Have you ever wondered what a former Swans player has been up to since hanging up his boots? In what is a new feature on swanseacity.net, we catch up with past players to give you the answers.
This week, former Swans loanee Matthew Rush goes under the spotlight. The wide man, who played 13 league matches for Swansea on loan from West Ham in 1994, later became a PE teacher before obtaining his UEFA 'B' coaching license.
A year before Frank Lampard spent a spell at Swansea City on loan from West Ham United, winger Matthew Rush made the same move along the M4.
The winger had already played a number of matches for the Hammers' first-team, with his debut coming against Hull City on October 9, 1990, prior to his temporary switch to the Vetch Field.
"I came to Swansea for three months or so at the start of 1994 as I was not playing first-team matches at the time for West Ham," explains Rush. "It was a good time on the pitch. We had a good run of results which saw us work our way up the league and we had a phenomenal run in the Football League Trophy of course, getting to the final."
The Swans' form was excellent during Rush's time at the club, losing just two of 16 league matches, of which the midfielder played in 13.
He also started both legs of the Football League Trophy Area Final against Wycombe Wanderers that would see the Swans progress through to Wembley.
"I can remember playing in front of a packed Vetch Field as we beat Wycombe (3-1) in the first-leg (March 1, 1994) and then even though we lost the second leg (1-0) away (March 22, 1994), we became the first Welsh club to get the final of that competition," Rush recalls.
"I had gone back to West Ham by the time of the final at Wembley (April 24, 1994) but Swansea City kindly invited me along.
"The Swans fans at Wembley that day gave me a standing ovation when they saw me, which was an amazing feeling."
That same month, Rush scored a memorable volley as the Hammers beat Ipswich Town in the Premier League on April 2, 1994. It was one of five league strikes he managed in 48 league appearances for the East London club through until a transfer to Norwich City in 1995.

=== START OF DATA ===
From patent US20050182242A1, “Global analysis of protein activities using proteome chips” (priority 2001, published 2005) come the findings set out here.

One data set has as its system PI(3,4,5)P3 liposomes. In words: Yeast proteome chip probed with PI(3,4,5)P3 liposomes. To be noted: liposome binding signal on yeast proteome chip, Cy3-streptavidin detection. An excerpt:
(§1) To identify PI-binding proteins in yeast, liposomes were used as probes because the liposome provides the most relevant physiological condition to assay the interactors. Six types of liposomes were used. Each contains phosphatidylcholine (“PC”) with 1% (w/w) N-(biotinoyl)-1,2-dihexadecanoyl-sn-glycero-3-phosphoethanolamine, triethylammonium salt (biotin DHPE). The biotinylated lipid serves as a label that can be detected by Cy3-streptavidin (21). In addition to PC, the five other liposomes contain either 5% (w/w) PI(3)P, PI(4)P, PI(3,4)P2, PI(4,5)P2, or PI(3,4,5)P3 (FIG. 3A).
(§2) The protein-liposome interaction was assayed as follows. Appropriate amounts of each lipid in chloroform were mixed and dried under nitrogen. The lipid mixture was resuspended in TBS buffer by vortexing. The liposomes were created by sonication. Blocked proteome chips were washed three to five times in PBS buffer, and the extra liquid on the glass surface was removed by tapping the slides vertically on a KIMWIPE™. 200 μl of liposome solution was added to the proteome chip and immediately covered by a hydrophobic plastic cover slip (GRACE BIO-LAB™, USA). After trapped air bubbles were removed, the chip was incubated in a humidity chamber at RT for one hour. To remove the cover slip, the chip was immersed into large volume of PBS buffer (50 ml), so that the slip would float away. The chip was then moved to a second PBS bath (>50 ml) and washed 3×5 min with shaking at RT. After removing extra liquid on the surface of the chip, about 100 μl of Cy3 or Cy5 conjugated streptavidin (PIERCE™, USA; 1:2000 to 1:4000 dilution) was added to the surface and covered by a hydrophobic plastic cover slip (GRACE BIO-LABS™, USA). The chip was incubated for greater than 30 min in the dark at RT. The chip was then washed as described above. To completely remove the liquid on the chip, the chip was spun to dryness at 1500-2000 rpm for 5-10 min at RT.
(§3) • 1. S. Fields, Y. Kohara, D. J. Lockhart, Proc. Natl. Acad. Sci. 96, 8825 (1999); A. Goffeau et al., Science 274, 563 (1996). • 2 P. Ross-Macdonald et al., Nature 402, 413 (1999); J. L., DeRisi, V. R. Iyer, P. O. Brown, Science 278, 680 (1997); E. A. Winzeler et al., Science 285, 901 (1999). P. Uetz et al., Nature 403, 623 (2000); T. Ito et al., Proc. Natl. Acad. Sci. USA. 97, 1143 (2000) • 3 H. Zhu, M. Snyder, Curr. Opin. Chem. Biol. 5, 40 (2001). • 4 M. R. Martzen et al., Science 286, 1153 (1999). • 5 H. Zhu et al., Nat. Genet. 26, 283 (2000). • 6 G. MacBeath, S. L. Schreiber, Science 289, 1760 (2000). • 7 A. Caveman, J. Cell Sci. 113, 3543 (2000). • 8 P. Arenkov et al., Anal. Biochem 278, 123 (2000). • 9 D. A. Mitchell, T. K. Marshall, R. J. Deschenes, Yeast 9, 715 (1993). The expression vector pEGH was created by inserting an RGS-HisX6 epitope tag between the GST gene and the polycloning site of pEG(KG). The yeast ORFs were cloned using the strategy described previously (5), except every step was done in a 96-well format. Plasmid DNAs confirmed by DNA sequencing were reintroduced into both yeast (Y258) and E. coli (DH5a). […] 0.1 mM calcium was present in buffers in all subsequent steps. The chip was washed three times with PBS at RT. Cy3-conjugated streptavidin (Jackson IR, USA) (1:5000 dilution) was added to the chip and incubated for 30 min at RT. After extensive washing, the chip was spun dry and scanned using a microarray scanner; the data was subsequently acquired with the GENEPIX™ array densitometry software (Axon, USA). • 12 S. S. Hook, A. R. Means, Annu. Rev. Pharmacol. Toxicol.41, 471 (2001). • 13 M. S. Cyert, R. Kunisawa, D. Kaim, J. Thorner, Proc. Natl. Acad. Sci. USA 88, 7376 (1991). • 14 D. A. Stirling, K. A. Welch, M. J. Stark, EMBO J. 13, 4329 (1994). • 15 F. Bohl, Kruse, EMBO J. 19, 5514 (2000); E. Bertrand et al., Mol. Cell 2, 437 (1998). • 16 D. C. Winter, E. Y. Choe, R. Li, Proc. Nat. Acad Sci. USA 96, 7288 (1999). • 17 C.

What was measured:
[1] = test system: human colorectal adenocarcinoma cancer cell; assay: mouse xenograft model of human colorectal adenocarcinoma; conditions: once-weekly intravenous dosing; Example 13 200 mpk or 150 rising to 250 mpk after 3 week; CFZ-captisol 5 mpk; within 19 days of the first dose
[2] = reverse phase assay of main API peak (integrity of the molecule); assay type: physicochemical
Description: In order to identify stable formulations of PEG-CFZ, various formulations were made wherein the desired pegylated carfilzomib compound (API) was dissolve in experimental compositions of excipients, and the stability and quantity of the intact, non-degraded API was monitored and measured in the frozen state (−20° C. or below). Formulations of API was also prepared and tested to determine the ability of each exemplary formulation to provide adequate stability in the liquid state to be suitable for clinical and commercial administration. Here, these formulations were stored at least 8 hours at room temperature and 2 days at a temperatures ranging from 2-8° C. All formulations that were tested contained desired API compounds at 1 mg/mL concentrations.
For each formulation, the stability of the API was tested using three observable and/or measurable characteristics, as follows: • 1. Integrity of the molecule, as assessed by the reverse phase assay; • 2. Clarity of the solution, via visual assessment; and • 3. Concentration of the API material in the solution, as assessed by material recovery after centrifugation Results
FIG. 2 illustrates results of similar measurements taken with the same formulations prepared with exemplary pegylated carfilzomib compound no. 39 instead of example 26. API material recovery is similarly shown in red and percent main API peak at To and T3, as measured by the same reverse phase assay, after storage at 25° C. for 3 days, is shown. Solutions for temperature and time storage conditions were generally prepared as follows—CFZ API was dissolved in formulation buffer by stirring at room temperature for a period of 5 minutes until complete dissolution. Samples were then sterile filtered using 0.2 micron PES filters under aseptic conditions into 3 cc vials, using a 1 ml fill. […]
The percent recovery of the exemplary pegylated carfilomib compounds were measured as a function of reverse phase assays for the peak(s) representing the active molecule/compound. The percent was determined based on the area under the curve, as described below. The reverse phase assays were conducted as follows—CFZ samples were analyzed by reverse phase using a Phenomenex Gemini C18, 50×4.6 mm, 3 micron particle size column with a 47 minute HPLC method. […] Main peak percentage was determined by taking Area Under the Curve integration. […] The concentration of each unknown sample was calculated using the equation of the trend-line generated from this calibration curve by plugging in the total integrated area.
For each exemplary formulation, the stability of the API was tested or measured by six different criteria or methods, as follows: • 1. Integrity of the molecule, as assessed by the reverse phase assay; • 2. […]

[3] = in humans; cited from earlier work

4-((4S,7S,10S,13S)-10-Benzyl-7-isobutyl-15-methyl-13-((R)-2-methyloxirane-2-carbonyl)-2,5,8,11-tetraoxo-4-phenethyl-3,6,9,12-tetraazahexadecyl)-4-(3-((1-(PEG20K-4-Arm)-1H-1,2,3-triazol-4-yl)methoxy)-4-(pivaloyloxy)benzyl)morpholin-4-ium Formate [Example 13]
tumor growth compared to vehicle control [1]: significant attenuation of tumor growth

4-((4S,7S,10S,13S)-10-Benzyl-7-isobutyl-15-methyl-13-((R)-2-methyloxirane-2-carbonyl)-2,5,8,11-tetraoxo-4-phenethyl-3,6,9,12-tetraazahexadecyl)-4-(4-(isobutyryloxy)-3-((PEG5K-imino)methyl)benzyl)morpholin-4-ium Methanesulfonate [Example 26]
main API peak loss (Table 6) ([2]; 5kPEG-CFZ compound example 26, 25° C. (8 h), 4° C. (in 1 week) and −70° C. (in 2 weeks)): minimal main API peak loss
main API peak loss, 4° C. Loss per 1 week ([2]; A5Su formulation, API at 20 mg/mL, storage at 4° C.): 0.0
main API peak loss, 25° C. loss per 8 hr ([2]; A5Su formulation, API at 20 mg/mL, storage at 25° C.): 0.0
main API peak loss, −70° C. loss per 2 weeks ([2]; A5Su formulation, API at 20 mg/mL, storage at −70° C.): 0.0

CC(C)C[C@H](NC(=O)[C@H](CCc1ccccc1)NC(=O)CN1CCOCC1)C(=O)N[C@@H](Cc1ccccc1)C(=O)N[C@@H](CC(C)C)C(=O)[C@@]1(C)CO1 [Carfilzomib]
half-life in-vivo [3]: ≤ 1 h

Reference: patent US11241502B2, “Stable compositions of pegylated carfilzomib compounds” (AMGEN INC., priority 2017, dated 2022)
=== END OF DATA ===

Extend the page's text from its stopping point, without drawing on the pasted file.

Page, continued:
"I look back so fondly on my time with West Ham," reflects Rush. "We got promotion to the top flight in 1992 and that was a big achievement, but I don't have one big highlight from my time there.
"I have to say the whole experience was incredible. Making good friends, enjoying virtually every minute of it. It was a rewarding, overwhelming experience."
Rush sustained a serious knee injury just three days after signing for Norwich and only ended up making three league appearances for the club through until 1997.
He was loaned to Northampton Town during the 1996-97 season, where he played 13 league matches and scored three goals.
He then went on to play 30 matches in all competitions for Oldham Athletic between 1997 and 1998, but a cruciate ligament injury sustained against Carlisle United on April 1998 saw him forced to retire from professional football at the age of just 27.
"After retiring from playing, I went to university that same year to study for a degree in Applied Sports Science and then went on to do a post-graduate course," explains Rush.
"I was in higher education for four years and then spent another year getting my teaching qualifications. That enabled me to teach in a sports academy in Manchester where I was for a year. I then took a post at a school in Cheshire called Marple Hall where I taught there for five years.
"My daughter Lana started showing a lot of promise as a tennis player and won a national tournament at the age of ten.
"We made the decision as a family for Lana and I to move to Barcelona while my wife continued working in the UK.
"Lana and I were very fortunate to live in a property in the beautiful El Garraf National Park while she was in a tennis academy there.
"We then moved to London as a family and I continued to accompany my daughter to tennis events around the world."
Lana is now 19 and has a tennis scholarship at Florida State University. She competed in Junior Wimbledon in 2012 and 2013.
Rush's wife Caroline is Chief Executive of the British Fashion Council and was awarded a CBE in 2015 in the year for services to the British fashion industry. Matthew, meanwhile, has recently completed a UEFA 'B' coaching licence with a view to getting involved in academy coaching in the future.